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Origins: Young Munro

Roberto 29 Mar 08 - 01:31 PM
Roberto 29 Mar 08 - 01:56 PM
Jim Carroll 30 Mar 08 - 04:51 AM
Roberto 30 Mar 08 - 07:24 AM
GUEST,Noah Hogan 18 Jan 11 - 09:50 AM
GUEST,Chairlie 02 Jul 11 - 01:06 AM
GUEST,Gail Heylmun 19 Oct 18 - 06:43 PM
Joe Offer 19 Oct 18 - 11:53 PM
Joe Offer 20 Oct 18 - 12:22 AM
Joe Offer 20 Oct 18 - 12:26 AM
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Subject: Lyr Req: Young Munro
From: Roberto
Date: 29 Mar 08 - 01:31 PM

I'd like to het the text of YOUNG MUNRO, a Canadian song, possibly of Scots origin. Recorded by Peggy Seeger, in The Amorous Muse, and by John Faulkner in Nomads. Thanks. R


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Subject: RE: Lyr Req: Young Munro
From: Roberto
Date: 29 Mar 08 - 01:56 PM

This is all I can get from Peggy Seeger's recording. Please, help.

It was on a Tuesday evening
Just at 12 o' clock at night
I espied a pretty fair maid
Sitting by the candle light

Young Munro, be (?) Charlie (…)
Young Munro, I do love you
Young Munro, be (?) Charlie (…)
Handsome Charlie, Young Munro

With a candle on the table
And a (…) on the stand
With a towel around her elbow
Like an angel she did stand

Listen, listen, I will tell you
The first time I saw Munro
Walking o'er the plains of Italy
Viewing of his Highland Co (?)

His shoes was made of Turkish leather
And his stockings made of silk
Everything so neat about him
And his skin was white as milk

If you see that handsome fellow
With his red coat trimmed in blue
Tell him if he loves another
My poor heart will break in two

If I had an Indian treasure
Forty million in great store
I'd give it all to the Forty-Second
For the sake of young Munro


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Subject: Lyr Add: YOUNG MUNRO
From: Jim Carroll
Date: 30 Mar 08 - 04:51 AM

This is how it appears in 'Traditional Singers and Songs from Ontario,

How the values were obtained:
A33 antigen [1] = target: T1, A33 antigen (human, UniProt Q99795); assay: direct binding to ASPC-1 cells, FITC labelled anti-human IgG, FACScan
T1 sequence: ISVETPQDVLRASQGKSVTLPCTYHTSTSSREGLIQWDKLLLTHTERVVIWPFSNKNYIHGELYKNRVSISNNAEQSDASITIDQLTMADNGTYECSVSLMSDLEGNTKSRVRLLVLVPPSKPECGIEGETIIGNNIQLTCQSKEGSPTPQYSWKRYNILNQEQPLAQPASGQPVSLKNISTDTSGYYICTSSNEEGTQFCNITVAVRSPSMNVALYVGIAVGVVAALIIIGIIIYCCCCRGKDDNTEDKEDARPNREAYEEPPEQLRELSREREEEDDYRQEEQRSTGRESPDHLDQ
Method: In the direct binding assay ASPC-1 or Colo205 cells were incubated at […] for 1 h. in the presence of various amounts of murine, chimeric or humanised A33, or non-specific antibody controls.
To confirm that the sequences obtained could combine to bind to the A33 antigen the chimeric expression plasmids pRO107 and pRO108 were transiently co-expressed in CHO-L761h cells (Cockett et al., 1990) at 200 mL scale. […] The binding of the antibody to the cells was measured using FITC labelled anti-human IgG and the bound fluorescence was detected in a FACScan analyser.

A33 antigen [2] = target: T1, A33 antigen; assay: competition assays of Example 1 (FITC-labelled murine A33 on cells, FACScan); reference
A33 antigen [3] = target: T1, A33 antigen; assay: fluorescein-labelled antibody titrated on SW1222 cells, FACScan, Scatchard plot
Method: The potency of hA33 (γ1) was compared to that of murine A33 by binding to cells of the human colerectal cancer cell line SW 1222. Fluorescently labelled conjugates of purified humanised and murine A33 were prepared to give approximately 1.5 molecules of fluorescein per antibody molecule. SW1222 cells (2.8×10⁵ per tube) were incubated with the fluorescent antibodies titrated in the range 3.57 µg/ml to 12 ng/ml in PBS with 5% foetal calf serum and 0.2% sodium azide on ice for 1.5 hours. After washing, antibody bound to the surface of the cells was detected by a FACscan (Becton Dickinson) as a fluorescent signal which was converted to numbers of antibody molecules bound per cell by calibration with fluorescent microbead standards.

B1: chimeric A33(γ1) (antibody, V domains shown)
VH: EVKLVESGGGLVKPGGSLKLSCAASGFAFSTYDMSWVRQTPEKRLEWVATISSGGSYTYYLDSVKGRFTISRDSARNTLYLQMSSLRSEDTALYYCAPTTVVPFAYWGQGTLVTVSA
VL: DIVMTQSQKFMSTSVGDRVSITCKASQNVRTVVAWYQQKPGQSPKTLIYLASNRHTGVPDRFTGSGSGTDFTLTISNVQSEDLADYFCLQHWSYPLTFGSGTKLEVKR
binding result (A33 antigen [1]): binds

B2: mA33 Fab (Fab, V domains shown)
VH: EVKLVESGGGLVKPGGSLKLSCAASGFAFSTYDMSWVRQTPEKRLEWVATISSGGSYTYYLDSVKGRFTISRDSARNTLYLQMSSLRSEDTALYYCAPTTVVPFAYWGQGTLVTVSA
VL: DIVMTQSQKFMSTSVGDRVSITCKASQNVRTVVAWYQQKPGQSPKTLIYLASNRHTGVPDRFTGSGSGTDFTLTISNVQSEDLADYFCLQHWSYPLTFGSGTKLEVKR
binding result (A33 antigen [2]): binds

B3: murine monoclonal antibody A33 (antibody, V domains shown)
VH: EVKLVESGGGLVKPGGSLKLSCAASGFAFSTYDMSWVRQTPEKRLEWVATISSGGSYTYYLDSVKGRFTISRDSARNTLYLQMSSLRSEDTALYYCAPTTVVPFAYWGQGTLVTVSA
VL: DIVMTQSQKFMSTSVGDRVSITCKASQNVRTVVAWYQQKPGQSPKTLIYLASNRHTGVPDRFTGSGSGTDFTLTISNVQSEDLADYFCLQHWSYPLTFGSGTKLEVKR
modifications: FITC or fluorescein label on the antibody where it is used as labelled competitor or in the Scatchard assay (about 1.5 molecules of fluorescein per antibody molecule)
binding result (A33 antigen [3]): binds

along with Edith Fowke's note.
Jim Carroll

YOUNG MUNRO
It was on a Tuesday evening
Just at twelve o'clock at night,
I espied a handsome fair maid
Sitting by the candle light.

Chorus:
Young Munro be Charlie agans,
Young Munro, I do love you!
Young Munro be Charlie agans,
Handsome Charlie, young Munro.

With the candle on the table
And the basin on the stand,
With a towel around her elbow
Like an angel she did stand.

Listen, listen, I will tell you
The first time I saw Munro,
Walking o'er the plains of Italy
Viewing of his Highland Co.

His shoes were made of Turkish leather
And his stockings made of silk,
Everything so neat about him,
And his skin as white as milk.

If you see that handsome fellow
With his red coat trimmed with blue,
Tell him if he loves another
My poor heart shall break in two.

If I had an Indian treasure,
Forty million in great store,
I would give to the Forty-Second
For the sake of young Munro.

29. YOUNG MUNRO. This unusual Scottish song does not seem to have been reported before in anything like this form, although two Nova Scotia songs have the same melody and refrain. "Charlie Yackam" in the Canadian record of "The Columbia World Library of Folk and Primitive Music" tells of the singer's love for his native land. Kenneth Peacock recorded it from the singing of "big" Norman MacMillan of Marble Mountain, Cape Breton, in 1951, and Mrs. Archie Kennedy, a Gaelic singer and speaker from Cape Breton, told Walter Wiley that it was written during the first World War to help instill a sense of patriotism in Cape Breton men serving in the Canadian armed forces. Helen Creighton has also recorded a song called "Charlie Yackum" which has a similar refrain, but its stanzas are ones usually found in such songs as "The Quaker's Courtship." "Charlie Yackam" is probably "Charlie agans"- Gaelic word meaning "mine."
The words Mrs. Fraser sings suggest an old-world origin. The opening stanzas echo the familiar Irish song about "The Spanish Lady," and the stanzas describing Young Munro give a romantic picture of a Highland guardsman. The Forty-Second is an old and honored Highland regiment: in his note on "Bonnie Laddie, Highland Laddie" in The Scots Musical Museum, William Stenhouse says, "In Gow's Repository, part second, there is an air called the Original Highland Laddie, or the Quick¬step of the gallant 42nd Regiment, as performed when that regiment was reviewed by his Majesty at Ashford, 7th May, 1802" (II, 315).